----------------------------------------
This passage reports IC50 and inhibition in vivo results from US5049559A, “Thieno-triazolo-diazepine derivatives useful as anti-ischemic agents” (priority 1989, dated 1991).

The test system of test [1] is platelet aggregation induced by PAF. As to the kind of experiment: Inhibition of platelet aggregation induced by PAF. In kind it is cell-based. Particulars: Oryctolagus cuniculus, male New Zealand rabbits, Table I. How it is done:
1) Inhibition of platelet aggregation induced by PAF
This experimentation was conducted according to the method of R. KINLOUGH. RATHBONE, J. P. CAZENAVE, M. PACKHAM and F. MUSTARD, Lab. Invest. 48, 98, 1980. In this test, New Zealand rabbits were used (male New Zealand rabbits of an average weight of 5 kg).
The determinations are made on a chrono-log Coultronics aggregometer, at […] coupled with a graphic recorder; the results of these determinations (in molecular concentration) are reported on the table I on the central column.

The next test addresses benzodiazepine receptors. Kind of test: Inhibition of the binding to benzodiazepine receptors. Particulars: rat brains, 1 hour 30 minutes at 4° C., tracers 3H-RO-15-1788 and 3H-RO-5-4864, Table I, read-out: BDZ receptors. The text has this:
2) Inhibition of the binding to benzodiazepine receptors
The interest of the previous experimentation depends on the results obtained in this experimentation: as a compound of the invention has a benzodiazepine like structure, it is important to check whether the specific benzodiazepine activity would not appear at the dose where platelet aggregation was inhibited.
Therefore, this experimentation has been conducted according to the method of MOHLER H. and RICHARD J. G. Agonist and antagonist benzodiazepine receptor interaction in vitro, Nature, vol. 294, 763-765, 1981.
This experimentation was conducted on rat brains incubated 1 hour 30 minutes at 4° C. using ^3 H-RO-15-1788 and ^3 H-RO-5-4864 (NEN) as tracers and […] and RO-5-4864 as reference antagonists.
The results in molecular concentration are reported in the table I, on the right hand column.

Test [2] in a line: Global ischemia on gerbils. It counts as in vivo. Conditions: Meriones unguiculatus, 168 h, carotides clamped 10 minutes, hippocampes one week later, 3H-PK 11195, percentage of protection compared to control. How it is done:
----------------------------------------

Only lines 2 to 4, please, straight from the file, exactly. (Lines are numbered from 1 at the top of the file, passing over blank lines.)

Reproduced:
The test system of test [1] is platelet aggregation induced by PAF. As to the kind of experiment: Inhibition of platelet aggregation induced by PAF. In kind it is cell-based. Particulars: Oryctolagus cuniculus, male New Zealand rabbits, Table I. How it is done:
1) Inhibition of platelet aggregation induced by PAF
This experimentation was conducted according to the method of R. KINLOUGH. RATHBONE, J. P. CAZENAVE, M. PACKHAM and F. MUSTARD, Lab. Invest. 48, 98, 1980. In this test, New Zealand rabbits were used (male New Zealand rabbits of an average weight of 5 kg).